Streams

Redefining Family

Tuesday, February 24, 2009

According to editor Rebecca Walker, the traditional American nuclear family has changed dramatically over the past three decades. Walker has compiled 18 essays from the new frontiers in American family life in the book One Big Happy Family, which covers everything from open-marriages to gay adoption. We’ll also be joined by two contributors to the anthology, Liza Monroy and Asha Bandele.

Events:
Liza Monroy will be giving a reading as part of the Franklin Park Reading series
Franklin Park Beer Garden
Thursday, March 5th @ 8 pm
618 St. Johns Place
Crown Heights, Brooklyn

Guests:

Asha Bandele, Liza Monroy and Rebecca Walker

Comments [17]

taz tagore from New York NY

I am currently reading the book and am heartened by the "new normal" of family life. Why it has taken this long for us to let go of the notion that nuclear families are superior is frustrating. There are so many ways to nurture and love children--and so often, "alternative" families are equally good, if not better, at sharing, cooperating and finding creative ways to raise healthy children.

http://laboroflove.typepad.com

Mar. 05 2009 03:24 PM
Leslie from New York City

to JM- "Change" is relative. . . not better or worse. Time will reveal what works and is lasting.

Feb. 24 2009 05:10 PM
Trina from NYC

SteverR you must have not been listening to her because she said they knew each other for years, loved each other a lot, and considered having children together, how is that defined as a sham marriage? it's not like her husband was some random stranger she picked up off the street. It sounds to me like their marriage was more solid than many others & they only divorced because of who her mother was.

Feb. 24 2009 03:54 PM
jm

MichaelB, if divorce had been acceptable in the 50s, I guarantee you my paternal grandmother would have been out of that marriage in a heartbeat.

Divorce statistics don't reflect the state of a relationship. My own parents married very young, and I was actually relieved when they divorced 20 years later. They had grown apart, and I was excited when they found partners who were appropriate for the second phase of their lives. Also, they remained close as friends, which may not have happened if they'd been forced to stay married.

Some people can marry in their 20s and grow old together. Not everyone grows in this way; sometimes if we partner early on, we need a different companion after we've matured. It's not fair to impose the former in the name of "traditional marriages."

Feb. 24 2009 02:03 PM
jm

Leslie,

"Decay of the traditional family"

You say "decay," and I say, "redefine." My grandmother is in her mid-90s, and has seen many changes in her family (including a male to female transgender), and she is remarkably more resilient than many conservatives who feel that only the nuclear family is acceptable. Family reunions include an extensive cast of characters, and it's absolutely wonderful.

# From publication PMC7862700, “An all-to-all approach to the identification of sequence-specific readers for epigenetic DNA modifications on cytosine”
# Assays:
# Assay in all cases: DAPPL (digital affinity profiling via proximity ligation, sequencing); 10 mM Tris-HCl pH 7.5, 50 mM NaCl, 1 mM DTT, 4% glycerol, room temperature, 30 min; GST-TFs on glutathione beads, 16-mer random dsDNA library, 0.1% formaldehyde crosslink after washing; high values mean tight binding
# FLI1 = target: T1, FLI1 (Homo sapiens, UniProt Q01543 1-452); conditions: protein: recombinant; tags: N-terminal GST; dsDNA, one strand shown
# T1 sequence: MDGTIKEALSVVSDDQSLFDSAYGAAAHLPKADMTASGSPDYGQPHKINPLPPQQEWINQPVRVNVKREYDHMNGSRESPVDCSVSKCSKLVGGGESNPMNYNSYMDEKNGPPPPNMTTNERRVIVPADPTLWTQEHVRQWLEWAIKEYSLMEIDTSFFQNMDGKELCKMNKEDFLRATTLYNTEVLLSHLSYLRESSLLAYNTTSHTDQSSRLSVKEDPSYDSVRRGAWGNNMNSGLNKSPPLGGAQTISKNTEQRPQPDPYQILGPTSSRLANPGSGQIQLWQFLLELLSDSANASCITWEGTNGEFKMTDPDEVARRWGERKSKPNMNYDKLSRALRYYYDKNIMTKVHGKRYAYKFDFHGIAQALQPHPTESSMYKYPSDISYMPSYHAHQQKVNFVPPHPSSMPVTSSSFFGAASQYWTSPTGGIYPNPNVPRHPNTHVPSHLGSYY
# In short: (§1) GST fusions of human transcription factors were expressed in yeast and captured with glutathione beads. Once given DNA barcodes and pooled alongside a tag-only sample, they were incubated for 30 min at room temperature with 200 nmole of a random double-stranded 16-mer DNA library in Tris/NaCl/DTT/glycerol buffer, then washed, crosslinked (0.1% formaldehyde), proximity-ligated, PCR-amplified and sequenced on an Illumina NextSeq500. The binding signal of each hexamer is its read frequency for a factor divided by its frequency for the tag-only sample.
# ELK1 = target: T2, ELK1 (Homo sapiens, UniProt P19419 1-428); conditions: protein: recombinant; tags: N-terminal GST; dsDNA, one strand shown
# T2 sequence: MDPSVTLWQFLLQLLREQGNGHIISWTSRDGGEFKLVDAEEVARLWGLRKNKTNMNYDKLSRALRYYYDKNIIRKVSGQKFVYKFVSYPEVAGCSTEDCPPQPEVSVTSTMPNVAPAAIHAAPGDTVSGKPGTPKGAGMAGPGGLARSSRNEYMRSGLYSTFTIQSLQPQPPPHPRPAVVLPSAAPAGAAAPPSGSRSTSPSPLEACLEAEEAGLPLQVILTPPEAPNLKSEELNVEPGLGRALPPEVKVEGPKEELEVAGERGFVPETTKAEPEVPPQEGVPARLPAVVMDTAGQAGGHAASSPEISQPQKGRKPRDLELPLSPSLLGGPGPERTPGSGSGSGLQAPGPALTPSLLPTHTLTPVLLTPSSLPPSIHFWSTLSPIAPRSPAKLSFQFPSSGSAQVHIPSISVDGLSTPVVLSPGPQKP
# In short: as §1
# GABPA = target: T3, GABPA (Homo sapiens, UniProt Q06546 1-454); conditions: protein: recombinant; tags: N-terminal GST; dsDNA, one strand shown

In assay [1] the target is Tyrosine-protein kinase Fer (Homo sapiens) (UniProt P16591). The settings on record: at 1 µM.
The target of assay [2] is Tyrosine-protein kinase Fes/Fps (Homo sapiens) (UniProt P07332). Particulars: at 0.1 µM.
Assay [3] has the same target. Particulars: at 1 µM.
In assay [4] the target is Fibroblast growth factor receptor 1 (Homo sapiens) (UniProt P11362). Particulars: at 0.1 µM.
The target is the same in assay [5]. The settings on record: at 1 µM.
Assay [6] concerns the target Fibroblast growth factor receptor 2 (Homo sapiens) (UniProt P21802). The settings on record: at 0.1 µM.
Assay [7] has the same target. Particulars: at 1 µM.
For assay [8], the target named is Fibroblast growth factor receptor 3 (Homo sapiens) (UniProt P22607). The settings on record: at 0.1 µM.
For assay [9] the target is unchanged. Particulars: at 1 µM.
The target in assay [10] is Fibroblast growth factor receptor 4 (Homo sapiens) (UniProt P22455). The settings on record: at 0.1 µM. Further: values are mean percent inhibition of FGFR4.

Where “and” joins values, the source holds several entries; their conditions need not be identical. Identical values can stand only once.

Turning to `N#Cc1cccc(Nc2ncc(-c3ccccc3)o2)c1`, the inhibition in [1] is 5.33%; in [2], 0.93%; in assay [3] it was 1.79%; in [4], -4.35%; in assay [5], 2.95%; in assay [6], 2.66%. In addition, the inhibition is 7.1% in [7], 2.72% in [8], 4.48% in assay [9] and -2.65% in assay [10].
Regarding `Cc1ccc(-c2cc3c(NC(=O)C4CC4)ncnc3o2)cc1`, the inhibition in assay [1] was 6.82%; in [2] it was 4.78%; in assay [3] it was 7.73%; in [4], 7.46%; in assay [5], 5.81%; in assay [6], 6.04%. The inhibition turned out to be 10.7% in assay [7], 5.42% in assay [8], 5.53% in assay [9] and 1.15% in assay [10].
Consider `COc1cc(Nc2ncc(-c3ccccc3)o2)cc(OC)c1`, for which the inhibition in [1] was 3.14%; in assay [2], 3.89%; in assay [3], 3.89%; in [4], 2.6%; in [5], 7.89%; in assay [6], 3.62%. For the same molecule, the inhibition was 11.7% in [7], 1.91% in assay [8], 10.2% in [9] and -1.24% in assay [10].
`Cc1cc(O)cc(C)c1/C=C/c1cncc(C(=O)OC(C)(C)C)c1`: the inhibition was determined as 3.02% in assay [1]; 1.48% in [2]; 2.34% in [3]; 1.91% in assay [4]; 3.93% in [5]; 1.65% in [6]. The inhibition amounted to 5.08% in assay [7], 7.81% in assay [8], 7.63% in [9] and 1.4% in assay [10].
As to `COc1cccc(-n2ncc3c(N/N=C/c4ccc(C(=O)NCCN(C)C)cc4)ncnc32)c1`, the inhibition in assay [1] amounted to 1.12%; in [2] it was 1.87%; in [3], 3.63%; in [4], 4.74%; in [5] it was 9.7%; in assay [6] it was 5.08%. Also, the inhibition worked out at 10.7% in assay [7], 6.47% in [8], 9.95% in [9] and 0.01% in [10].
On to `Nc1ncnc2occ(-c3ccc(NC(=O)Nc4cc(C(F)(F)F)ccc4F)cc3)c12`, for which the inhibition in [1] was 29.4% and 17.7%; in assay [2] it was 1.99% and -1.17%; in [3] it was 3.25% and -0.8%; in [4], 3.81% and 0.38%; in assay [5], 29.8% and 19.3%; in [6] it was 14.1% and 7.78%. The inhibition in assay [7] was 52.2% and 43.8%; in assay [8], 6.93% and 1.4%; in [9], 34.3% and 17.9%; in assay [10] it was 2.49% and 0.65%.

I ended up with a stepmother, stepfather, and two more sets of grandparents after my parents' divorce. I ask you, how can you condemn a variation on the traditional model that results in MORE GRANDPARENTS? I lost my mother some time ago, and will now be acquiring a step-step mother (my term for a stepfather remarried).

You don't have to embrace others' families. I just feel sad you can't open yourselves to the possibility.

Feb. 24 2009 01:58 PM
MichaelB from Morningside Heights

Walker is not making sense when she says that the family can't hold together due to ecnonomics. Intact families make sense from an economic sense: 1 rent vs two (or more). What she may mean is that difficult ecnonomics puts stress on the relationship, and the couple cannot deal with that.

In fact, the earlier comment about the high divorce rate my be misguided: the fact that the current divorce rate is high doesn't mean that the idea of a nuclear family is a bad one. Up until relatively recently, the divorce rate was much lower. Perhaps it is other factors, societal factors and invalid expectations that are causing the divorce rate to soar.

Feb. 24 2009 01:54 PM
jm

MichaelB, what about culturally arranged marriages (many of which will cross country lines)? Are these acceptable?

Feb. 24 2009 01:49 PM
josie

To what extent is cultural discourse reflecting today's family structures stymied by commercial media interests?